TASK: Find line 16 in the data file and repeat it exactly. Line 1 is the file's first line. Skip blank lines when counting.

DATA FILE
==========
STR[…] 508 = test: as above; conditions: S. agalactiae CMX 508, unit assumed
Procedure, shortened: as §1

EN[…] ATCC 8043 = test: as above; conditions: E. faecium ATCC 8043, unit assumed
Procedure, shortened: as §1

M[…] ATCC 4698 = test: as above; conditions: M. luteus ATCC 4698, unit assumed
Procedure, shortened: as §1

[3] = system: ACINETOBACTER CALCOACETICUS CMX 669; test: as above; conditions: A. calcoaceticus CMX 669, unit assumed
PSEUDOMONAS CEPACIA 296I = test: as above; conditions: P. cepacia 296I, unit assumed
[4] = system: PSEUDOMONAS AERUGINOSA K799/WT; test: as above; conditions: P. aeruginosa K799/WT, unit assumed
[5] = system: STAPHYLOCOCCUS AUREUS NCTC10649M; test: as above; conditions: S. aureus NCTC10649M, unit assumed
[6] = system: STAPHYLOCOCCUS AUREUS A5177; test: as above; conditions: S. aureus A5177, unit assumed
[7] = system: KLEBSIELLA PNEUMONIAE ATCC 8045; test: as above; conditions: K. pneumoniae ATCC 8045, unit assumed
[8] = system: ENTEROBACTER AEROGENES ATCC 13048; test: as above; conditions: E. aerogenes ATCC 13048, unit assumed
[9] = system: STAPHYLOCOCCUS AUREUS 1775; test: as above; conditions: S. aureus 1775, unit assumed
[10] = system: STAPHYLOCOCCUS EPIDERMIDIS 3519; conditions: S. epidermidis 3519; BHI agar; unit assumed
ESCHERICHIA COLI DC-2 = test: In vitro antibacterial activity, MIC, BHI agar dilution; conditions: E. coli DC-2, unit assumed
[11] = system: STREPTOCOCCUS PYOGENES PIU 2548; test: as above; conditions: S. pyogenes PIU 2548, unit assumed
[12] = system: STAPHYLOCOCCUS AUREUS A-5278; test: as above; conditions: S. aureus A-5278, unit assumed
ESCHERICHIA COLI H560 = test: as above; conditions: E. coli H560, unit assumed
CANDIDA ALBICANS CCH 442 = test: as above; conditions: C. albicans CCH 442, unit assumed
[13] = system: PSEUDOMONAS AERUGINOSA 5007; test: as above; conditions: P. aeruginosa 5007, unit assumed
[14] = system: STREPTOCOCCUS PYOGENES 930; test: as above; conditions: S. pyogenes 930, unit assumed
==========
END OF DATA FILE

ESCHERICHIA COLI DC-2 = test: In vitro antibacterial activity, MIC, BHI agar dilution; conditions: E. coli DC-2, unit assumed